The Devil's Sooty Brother
Fairy tale by The Brothers Grimm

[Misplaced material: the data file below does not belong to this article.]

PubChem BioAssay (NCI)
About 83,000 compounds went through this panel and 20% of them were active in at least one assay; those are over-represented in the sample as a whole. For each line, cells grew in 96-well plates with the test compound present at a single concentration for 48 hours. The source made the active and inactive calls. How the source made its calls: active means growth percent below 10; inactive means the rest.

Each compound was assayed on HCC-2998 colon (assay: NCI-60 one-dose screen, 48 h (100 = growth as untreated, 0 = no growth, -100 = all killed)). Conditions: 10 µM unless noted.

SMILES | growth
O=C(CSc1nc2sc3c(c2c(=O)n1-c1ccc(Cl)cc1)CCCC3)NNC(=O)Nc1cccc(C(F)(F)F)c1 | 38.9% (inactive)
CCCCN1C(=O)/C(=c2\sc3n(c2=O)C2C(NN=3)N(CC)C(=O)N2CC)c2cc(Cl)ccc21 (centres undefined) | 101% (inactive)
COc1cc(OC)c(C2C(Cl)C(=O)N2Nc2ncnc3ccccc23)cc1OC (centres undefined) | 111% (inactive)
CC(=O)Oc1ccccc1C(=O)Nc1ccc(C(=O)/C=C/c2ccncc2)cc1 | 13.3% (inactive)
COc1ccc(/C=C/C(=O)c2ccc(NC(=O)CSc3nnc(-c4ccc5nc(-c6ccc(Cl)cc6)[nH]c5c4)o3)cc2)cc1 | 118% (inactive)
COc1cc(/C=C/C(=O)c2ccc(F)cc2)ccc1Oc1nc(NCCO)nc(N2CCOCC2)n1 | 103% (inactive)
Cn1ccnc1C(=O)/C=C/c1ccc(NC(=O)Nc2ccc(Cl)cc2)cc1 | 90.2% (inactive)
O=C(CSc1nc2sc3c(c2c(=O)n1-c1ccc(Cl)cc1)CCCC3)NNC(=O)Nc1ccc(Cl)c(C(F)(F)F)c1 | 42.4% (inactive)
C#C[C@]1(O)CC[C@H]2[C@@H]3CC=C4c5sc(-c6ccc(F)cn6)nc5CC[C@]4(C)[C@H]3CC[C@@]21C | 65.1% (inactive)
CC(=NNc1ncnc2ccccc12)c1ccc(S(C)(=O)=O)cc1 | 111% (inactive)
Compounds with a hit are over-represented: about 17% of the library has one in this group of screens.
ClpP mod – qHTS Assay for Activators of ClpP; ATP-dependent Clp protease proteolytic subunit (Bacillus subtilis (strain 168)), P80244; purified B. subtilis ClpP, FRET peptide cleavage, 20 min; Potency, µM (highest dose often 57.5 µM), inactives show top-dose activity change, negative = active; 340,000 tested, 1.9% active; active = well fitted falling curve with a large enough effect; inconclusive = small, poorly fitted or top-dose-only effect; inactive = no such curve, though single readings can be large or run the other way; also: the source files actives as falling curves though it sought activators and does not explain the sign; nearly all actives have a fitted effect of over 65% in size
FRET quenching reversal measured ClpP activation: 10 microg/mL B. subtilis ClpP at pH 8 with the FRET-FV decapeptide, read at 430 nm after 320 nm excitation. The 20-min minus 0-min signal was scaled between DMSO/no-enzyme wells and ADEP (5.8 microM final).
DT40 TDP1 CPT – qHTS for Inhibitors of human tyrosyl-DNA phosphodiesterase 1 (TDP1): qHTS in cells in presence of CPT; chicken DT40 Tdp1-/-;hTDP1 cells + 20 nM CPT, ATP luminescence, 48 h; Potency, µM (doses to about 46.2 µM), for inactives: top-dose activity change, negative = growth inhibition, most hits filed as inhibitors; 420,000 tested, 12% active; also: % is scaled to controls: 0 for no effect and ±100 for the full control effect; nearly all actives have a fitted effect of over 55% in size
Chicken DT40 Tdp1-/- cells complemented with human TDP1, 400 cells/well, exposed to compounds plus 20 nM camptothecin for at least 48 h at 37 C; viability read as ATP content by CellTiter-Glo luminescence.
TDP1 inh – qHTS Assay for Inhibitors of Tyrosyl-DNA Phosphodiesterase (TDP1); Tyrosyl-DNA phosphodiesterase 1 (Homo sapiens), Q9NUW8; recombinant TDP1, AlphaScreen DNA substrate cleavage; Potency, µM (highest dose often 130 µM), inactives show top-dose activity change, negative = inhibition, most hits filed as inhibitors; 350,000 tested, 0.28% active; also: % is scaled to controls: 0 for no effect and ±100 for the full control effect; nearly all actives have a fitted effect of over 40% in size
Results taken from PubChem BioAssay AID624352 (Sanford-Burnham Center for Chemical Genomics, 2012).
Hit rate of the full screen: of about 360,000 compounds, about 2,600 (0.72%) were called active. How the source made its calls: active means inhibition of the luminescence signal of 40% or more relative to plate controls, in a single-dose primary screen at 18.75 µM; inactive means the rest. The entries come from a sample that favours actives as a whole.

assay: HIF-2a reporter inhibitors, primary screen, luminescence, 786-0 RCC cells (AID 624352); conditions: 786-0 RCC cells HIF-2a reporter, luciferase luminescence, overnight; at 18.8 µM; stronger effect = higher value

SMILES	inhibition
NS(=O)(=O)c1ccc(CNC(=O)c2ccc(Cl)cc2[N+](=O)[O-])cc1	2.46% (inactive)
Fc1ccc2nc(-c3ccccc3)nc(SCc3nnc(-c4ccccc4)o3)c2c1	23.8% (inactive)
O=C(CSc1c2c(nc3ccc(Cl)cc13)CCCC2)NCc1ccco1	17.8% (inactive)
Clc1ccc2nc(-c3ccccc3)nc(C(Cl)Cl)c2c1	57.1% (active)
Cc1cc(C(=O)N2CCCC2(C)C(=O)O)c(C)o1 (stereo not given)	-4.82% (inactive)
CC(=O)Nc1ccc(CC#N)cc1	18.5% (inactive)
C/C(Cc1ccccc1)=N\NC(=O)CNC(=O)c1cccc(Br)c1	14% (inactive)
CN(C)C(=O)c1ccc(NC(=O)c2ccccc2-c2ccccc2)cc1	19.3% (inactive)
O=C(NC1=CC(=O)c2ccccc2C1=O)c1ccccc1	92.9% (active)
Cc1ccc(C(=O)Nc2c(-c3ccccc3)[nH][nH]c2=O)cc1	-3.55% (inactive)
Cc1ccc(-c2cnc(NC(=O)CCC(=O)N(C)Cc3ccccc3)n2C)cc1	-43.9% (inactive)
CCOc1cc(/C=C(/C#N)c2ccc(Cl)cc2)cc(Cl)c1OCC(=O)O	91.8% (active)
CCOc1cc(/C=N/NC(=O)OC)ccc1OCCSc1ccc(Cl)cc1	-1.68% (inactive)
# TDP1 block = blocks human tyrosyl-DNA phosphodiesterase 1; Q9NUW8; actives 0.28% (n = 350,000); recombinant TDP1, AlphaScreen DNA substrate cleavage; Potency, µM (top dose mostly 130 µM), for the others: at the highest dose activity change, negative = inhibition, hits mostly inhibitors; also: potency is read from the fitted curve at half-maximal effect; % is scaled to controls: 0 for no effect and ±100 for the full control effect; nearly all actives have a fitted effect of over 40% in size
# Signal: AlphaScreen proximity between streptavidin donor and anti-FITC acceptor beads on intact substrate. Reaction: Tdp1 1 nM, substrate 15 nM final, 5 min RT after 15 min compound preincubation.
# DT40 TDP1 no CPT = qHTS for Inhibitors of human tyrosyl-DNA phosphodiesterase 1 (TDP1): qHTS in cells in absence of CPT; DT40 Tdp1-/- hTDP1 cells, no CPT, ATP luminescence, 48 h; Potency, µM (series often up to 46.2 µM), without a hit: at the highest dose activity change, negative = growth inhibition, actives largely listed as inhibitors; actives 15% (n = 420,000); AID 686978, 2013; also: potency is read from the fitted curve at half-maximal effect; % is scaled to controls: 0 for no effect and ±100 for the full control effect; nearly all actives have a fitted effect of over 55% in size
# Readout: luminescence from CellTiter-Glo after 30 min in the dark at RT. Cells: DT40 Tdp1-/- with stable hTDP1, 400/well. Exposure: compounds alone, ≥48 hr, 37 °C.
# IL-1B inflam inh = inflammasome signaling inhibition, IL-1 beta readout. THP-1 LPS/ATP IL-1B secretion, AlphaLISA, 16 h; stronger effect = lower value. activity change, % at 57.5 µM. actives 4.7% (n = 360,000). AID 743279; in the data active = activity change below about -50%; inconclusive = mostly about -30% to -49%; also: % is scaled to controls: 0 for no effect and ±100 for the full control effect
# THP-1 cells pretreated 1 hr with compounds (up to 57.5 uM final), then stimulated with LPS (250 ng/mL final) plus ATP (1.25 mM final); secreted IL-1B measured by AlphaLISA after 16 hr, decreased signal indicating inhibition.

A disbanded soldier had nothing to live on, and did not know how to get on. So he went out into the forest, and when he had walked for a short time, he met a little man who was, however, the Devil. The little man said to him, "What ails you, you seem so very sorrowful?" Then the soldier said, "I am hungry, but have no money." The Devil said, "If you will hire yourself to me, and be my serving-man, you shall have enough for all your life? You shall serve me for seven years, and after that you shall again be free. But one thing I must tell you, and that is, you must not wash, comb, or trim yourself, or cut your hair or nails, or wipe the water from your eyes." The soldier said, "All right, if there is no help for it," and went off with the little man, who straightway led him down into hell. Then he told him what he had to do, he was to poke the fire under the kettles wherein the hell-broth was stewing, keep the house clean, drive all the sweepings behind the doors, and see that everything was in order, but if he once peeped into the kettles, it would go ill with him. The soldier said, "Good, I will take care." And then the old Devil went out again on his wanderings, and the soldier entered upon his new duties, made the fire, and swept the dirt well behind the doors, just as he had been bidden. When the old Devil came back again, he looked to see if all had been done, appeared satisfied, and went forth a second time. The soldier now took a good look on every side; the kettles were standing all round hell with a mighty fire below them, and inside they were boiling and sputtering. He would have given anything to look inside them, if the Devil had not so particularly forbidden him: at last, he could no longer restrain himself, slightly raised the lid of the first kettle, and peeped in, and there he saw his former corporal shut in. "Aha, old bird!" said he, "Do I meet you here? You once had me in your power, now I have you," and he quickly let the lid fall, poked the fire, and added a fresh log. After that, he went to the second kettle, raised its lid also a little, and peeped in; his former ensign was in that. "Aha, old bird, so I find you here! you once had me in your power, now I have you." He closed the lid again, and fetched yet another log to make it really hot. Then he wanted to see who might be sitting up in the third kettle -- it was actually a general. "Aha, old bird, do I meet you here? Once you had me in your power, now I have you." And he fetched the bellows and made hell-fire flare well up under him. So he did his work seven years in hell, did not wash, comb, or trim himself, or cut his hair or nails, or wash the water out of his eyes, and the seven years seemed so short to him that he thought h e had only been half a year. Now when the time had fully gone by, the Devil came and said, "Well Hans, what have you done?" "I have poked the fire under the kettles, and I have swept all the dirt well behind the doors."